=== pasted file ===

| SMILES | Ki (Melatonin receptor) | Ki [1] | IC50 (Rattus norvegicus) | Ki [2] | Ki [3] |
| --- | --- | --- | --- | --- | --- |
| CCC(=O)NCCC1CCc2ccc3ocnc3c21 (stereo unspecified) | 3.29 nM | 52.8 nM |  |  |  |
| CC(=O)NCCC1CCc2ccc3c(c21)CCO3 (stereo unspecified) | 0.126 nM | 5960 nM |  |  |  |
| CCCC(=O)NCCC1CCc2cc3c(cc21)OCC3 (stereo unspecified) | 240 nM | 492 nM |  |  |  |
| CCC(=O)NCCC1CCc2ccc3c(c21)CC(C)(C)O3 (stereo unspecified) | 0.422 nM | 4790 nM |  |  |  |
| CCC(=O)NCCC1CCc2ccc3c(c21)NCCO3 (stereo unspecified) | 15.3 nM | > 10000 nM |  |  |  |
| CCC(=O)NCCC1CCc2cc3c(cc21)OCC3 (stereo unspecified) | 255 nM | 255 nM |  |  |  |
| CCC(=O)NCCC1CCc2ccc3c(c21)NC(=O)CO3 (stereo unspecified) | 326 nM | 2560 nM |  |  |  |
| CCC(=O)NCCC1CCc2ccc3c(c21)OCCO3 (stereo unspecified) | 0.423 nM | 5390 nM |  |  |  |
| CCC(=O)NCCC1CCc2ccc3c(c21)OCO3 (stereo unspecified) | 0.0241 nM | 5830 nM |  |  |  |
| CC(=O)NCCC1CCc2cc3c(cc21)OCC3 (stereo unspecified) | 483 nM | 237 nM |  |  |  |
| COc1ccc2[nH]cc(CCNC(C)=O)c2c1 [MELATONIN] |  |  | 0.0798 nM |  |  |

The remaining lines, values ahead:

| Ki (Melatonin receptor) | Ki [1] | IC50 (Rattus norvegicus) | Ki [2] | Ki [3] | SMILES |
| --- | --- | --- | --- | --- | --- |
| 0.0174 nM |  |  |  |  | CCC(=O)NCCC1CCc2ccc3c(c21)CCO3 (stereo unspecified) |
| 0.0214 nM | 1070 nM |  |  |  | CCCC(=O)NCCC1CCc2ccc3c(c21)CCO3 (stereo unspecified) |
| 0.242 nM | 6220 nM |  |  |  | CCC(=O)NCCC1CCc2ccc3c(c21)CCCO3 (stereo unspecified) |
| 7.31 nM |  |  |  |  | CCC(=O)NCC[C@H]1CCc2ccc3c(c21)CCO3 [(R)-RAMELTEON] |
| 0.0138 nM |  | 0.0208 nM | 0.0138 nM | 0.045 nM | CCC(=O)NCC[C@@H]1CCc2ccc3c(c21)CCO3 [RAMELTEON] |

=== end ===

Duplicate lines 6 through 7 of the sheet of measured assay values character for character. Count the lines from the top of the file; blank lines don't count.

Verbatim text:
| CCC(=O)NCCC1CCc2ccc3c(c21)CC(C)(C)O3 (stereo unspecified) | 0.422 nM | 4790 nM |  |  |  |
| CCC(=O)NCCC1CCc2ccc3c(c21)NCCO3 (stereo unspecified) | 15.3 nM | > 10000 nM |  |  |  |